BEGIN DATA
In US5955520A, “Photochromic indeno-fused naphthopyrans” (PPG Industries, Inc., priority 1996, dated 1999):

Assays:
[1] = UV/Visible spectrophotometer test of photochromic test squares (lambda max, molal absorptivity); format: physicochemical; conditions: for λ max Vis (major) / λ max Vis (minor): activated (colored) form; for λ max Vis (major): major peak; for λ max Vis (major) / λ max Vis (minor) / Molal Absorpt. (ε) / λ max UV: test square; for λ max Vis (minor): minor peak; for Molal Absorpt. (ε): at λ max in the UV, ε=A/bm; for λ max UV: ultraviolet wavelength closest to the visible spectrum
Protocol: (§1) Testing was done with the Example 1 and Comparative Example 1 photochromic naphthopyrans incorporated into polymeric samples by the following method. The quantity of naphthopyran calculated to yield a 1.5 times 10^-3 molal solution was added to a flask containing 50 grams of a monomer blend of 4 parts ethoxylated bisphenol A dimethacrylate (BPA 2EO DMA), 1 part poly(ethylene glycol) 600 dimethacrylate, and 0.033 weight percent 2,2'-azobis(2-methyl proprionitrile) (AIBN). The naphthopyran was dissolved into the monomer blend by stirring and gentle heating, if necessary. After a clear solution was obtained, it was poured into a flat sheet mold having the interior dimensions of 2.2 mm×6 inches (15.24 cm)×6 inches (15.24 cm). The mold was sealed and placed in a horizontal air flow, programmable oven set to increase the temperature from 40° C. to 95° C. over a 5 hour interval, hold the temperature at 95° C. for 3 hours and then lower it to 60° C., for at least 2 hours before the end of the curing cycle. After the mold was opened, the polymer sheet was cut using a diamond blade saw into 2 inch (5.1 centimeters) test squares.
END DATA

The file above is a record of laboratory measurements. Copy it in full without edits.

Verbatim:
In US5955520A, “Photochromic indeno-fused naphthopyrans” (PPG Industries, Inc., priority 1996, dated 1999):

Assays:
[1] = UV/Visible spectrophotometer test of photochromic test squares (lambda max, molal absorptivity); format: physicochemical; conditions: for λ max Vis (major) / λ max Vis (minor): activated (colored) form; for λ max Vis (major): major peak; for λ max Vis (major) / λ max Vis (minor) / Molal Absorpt. (ε) / λ max UV: test square; for λ max Vis (minor): minor peak; for Molal Absorpt. (ε): at λ max in the UV, ε=A/bm; for λ max UV: ultraviolet wavelength closest to the visible spectrum
Protocol: (§1) Testing was done with the Example 1 and Comparative Example 1 photochromic naphthopyrans incorporated into polymeric samples by the following method. The quantity of naphthopyran calculated to yield a 1.5 times 10^-3 molal solution was added to a flask containing 50 grams of a monomer blend of 4 parts ethoxylated bisphenol A dimethacrylate (BPA 2EO DMA), 1 part poly(ethylene glycol) 600 dimethacrylate, and 0.033 weight percent 2,2'-azobis(2-methyl proprionitrile) (AIBN). The naphthopyran was dissolved into the monomer blend by stirring and gentle heating, if necessary. After a clear solution was obtained, it was poured into a flat sheet mold having the interior dimensions of 2.2 mm×6 inches (15.24 cm)×6 inches (15.24 cm). The mold was sealed and placed in a horizontal air flow, programmable oven set to increase the temperature from 40° C. to 95° C. over a 5 hour interval, hold the temperature at 95° C. for 3 hours and then lower it to 60° C., for at least 2 hours before the end of the curing cycle. After the mold was opened, the polymer sheet was cut using a diamond blade saw into 2 inch (5.1 centimeters) test squares.